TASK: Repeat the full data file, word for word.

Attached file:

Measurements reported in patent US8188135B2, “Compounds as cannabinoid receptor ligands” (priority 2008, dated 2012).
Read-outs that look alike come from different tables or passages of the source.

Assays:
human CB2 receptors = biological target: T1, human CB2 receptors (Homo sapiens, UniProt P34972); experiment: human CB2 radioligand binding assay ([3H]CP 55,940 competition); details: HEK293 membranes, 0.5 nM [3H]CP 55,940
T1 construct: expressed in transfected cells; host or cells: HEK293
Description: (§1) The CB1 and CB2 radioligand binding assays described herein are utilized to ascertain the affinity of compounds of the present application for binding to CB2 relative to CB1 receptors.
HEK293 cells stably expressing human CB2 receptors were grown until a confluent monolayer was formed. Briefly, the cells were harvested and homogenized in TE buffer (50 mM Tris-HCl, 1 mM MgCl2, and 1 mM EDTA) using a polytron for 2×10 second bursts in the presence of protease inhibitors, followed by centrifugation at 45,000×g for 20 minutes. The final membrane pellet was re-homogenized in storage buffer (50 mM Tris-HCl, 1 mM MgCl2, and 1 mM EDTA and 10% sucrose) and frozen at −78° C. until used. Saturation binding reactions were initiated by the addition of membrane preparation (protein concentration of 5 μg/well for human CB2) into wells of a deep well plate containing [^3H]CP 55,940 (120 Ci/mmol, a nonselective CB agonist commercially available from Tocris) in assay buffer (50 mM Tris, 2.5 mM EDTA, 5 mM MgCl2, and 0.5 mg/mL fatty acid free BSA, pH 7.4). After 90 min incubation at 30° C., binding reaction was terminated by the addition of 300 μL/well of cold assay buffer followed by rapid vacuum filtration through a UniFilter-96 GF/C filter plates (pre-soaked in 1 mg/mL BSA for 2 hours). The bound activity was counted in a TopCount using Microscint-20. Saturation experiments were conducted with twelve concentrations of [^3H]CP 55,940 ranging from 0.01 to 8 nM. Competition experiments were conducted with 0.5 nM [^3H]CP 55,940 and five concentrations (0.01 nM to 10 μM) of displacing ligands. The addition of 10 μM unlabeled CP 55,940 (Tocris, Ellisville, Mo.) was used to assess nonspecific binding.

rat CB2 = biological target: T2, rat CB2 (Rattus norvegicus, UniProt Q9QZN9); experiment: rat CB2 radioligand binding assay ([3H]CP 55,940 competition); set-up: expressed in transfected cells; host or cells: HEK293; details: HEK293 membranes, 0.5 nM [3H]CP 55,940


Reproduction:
Measurements reported in patent US8188135B2, “Compounds as cannabinoid receptor ligands” (priority 2008, dated 2012).
Read-outs that look alike come from different tables or passages of the source.

Assays:
human CB2 receptors = biological target: T1, human CB2 receptors (Homo sapiens, UniProt P34972); experiment: human CB2 radioligand binding assay ([3H]CP 55,940 competition); details: HEK293 membranes, 0.5 nM [3H]CP 55,940
T1 construct: expressed in transfected cells; host or cells: HEK293
Description: (§1) The CB1 and CB2 radioligand binding assays described herein are utilized to ascertain the affinity of compounds of the present application for binding to CB2 relative to CB1 receptors.
HEK293 cells stably expressing human CB2 receptors were grown until a confluent monolayer was formed. Briefly, the cells were harvested and homogenized in TE buffer (50 mM Tris-HCl, 1 mM MgCl2, and 1 mM EDTA) using a polytron for 2×10 second bursts in the presence of protease inhibitors, followed by centrifugation at 45,000×g for 20 minutes. The final membrane pellet was re-homogenized in storage buffer (50 mM Tris-HCl, 1 mM MgCl2, and 1 mM EDTA and 10% sucrose) and frozen at −78° C. until used. Saturation binding reactions were initiated by the addition of membrane preparation (protein concentration of 5 μg/well for human CB2) into wells of a deep well plate containing [^3H]CP 55,940 (120 Ci/mmol, a nonselective CB agonist commercially available from Tocris) in assay buffer (50 mM Tris, 2.5 mM EDTA, 5 mM MgCl2, and 0.5 mg/mL fatty acid free BSA, pH 7.4). After 90 min incubation at 30° C., binding reaction was terminated by the addition of 300 μL/well of cold assay buffer followed by rapid vacuum filtration through a UniFilter-96 GF/C filter plates (pre-soaked in 1 mg/mL BSA for 2 hours). The bound activity was counted in a TopCount using Microscint-20. Saturation experiments were conducted with twelve concentrations of [^3H]CP 55,940 ranging from 0.01 to 8 nM. Competition experiments were conducted with 0.5 nM [^3H]CP 55,940 and five concentrations (0.01 nM to 10 μM) of displacing ligands. The addition of 10 μM unlabeled CP 55,940 (Tocris, Ellisville, Mo.) was used to assess nonspecific binding.

rat CB2 = biological target: T2, rat CB2 (Rattus norvegicus, UniProt Q9QZN9); experiment: rat CB2 radioligand binding assay ([3H]CP 55,940 competition); set-up: expressed in transfected cells; host or cells: HEK293; details: HEK293 membranes, 0.5 nM [3H]CP 55,940